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14 Things Every Parent Should Know About Teaching

This is an open letter to parents, many of whom are now thrust into the role of teacher. Welcome to my world. I have been an educator since 1976 and have taught ages from three to eighteen, both regular and exceptional education. Here is a little advice I will call “14 Things Every Parent Should Know About Teaching.” Parents, you can do it!

1 “Loving and kind” – always. If the teaching experience is pleasant, the brain will absorb information at its maximum rate.

2 “Do no Harm” Unpleasant educational experiences drive children away from whatever it is you are trying to teach.

3 “Whatever else you do, don’t be boring!” Make it interesting. Boring is the breeding ground for self-entertainment (mischief.)

4 “Reward Effort” – if a child is trying their hardest, that is all you can ask of a child. It doesn’t matter if they don’t “get it” yet.

5 “Success Breeds Success” If a child is floundering, back up until you find their competence level. Start from there and build up. It erases needless frustration.

6 “Don’t punish mistakes, correct them” Punishment produces avoidance, plus a mistake is a window into a child’s thinking process.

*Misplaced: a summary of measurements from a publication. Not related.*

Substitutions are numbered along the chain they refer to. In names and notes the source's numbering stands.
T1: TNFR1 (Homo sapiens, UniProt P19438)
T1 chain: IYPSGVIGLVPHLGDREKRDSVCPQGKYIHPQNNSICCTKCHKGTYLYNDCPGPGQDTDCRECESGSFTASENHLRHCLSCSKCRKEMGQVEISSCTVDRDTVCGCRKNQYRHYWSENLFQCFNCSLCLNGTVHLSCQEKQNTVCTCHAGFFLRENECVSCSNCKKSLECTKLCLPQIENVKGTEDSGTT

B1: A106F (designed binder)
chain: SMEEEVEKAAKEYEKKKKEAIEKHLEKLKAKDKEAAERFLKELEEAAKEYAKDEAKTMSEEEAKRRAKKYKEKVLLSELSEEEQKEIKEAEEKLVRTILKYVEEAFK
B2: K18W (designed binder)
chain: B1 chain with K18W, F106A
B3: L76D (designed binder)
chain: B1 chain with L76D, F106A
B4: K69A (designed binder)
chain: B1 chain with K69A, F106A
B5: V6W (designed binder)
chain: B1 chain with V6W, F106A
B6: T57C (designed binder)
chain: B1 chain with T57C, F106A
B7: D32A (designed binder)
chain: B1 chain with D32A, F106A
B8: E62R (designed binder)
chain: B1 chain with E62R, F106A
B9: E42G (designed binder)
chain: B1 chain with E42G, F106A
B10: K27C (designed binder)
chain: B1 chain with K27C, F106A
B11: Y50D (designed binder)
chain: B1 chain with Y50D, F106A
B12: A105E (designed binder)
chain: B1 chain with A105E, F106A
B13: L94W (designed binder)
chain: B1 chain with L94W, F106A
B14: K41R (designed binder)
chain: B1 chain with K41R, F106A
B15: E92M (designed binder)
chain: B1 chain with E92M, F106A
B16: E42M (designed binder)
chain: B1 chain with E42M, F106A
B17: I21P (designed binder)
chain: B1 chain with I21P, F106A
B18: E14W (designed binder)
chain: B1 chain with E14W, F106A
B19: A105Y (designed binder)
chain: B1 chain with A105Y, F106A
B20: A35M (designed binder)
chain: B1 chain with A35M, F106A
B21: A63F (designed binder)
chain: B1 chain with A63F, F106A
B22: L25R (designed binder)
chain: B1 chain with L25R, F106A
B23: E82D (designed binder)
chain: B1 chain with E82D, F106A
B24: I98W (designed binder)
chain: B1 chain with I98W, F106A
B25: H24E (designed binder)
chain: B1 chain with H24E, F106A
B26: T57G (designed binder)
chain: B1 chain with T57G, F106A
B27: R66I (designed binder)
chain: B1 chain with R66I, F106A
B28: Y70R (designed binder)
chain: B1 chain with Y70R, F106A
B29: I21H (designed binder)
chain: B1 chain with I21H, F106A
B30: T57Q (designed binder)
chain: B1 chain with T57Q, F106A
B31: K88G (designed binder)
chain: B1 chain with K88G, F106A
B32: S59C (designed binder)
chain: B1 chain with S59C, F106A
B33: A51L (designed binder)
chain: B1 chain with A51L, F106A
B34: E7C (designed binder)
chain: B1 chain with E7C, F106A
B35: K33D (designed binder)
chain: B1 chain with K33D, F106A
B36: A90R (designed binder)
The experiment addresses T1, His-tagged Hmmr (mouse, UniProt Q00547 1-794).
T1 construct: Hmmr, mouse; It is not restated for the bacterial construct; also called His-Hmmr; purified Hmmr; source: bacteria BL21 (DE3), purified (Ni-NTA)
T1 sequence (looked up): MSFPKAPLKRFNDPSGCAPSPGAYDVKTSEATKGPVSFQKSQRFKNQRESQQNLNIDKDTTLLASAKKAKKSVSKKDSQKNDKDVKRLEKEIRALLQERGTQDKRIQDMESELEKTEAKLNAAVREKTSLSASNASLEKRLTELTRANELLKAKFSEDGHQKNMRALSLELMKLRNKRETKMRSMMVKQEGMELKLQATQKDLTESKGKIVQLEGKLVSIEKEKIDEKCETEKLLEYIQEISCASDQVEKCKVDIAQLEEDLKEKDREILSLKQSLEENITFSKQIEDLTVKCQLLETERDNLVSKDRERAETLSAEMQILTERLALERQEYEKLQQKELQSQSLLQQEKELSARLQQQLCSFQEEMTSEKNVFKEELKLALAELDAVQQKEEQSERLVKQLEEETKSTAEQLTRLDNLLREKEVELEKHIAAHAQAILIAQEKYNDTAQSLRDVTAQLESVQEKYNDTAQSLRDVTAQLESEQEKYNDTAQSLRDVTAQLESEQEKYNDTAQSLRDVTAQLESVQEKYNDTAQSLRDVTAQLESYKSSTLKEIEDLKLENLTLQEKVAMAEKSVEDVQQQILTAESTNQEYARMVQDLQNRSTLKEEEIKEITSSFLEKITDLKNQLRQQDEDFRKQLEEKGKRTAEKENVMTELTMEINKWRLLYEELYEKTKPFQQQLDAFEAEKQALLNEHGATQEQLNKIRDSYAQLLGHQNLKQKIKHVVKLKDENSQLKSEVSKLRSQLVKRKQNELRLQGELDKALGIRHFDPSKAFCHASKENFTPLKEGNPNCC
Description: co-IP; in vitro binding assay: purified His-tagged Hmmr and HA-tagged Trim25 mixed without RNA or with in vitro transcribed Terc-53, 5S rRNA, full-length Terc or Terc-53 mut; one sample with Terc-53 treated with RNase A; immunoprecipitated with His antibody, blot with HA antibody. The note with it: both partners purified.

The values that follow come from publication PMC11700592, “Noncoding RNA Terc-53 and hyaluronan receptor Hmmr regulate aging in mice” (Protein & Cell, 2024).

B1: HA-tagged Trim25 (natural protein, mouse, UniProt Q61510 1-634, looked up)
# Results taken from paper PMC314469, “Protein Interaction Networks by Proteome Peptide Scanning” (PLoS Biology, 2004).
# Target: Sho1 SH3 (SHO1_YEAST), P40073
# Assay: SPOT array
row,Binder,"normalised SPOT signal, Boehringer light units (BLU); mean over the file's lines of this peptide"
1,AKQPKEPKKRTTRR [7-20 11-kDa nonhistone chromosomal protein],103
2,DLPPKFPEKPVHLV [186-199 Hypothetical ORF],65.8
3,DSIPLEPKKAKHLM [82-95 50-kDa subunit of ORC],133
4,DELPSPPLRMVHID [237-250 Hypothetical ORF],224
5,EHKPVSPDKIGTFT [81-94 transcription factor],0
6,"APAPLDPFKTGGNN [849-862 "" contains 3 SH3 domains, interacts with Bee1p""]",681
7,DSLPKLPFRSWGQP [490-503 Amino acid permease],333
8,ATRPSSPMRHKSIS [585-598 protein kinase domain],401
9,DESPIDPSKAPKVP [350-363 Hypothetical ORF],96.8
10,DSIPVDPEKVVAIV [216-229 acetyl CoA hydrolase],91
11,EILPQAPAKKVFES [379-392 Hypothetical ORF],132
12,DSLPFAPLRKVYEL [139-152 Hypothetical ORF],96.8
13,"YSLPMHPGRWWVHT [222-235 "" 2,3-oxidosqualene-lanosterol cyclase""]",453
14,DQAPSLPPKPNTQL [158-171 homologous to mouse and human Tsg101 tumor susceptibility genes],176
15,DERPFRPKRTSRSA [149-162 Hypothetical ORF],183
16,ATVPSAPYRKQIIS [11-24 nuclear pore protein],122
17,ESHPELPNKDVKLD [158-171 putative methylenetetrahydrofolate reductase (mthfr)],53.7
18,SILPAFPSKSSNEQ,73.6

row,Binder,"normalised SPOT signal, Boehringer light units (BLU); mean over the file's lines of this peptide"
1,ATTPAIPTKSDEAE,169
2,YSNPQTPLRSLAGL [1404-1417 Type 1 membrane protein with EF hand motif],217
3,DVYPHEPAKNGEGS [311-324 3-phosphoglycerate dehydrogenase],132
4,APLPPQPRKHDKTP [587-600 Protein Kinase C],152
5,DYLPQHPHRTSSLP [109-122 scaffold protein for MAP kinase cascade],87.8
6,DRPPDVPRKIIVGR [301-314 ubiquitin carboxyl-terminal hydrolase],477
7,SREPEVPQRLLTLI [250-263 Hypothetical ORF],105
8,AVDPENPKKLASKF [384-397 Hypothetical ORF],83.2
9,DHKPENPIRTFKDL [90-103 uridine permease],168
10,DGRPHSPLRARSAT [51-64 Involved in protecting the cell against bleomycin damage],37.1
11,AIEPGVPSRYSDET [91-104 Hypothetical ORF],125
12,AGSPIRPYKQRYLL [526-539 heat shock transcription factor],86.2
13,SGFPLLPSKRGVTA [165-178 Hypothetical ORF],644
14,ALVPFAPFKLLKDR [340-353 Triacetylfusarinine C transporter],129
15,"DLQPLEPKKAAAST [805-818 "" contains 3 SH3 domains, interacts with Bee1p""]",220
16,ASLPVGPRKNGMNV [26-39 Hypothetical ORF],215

7 “The power of patience” Patience will allow a child to struggle in a pleasant atmosphere until they get it right.

8 “Forces at play on the child” What is a child’s self-view? Find a deep, positive view embodied in “what do you want to be when you grow up?”

9 “Teacher’s self-view” It is my job to get you there. Children will actually accept discipline if they understand where it is coming from and its purpose.

10 “Positive Discipline” Go to their positive self- image. “I know you are going to be a great firefighter and save lives when you get older, but we can’t have this” and then address the problem.

11 “Anger vs disappointment” Anger pushes a child away, disappoint pulls them to you.

12 “Make it real – the power of relevancy” Attach reading, math, etc. to their career goal and they will learn it much quicker.

13 “Is it “I can’t” or “I won’t?” Some children have learning disabilities. This becomes a very relevant question.

14 “Make a game out of it” Children learn quickest and retain longest if it is fun. And parents, you are definitely allowed to have fun with your children. - Bill Hoatson, author of “Lessons Learned the Hard Way: 16 Things Every Teacher Should Know,” billhoatson@yahoo.com, www.childachievement.com

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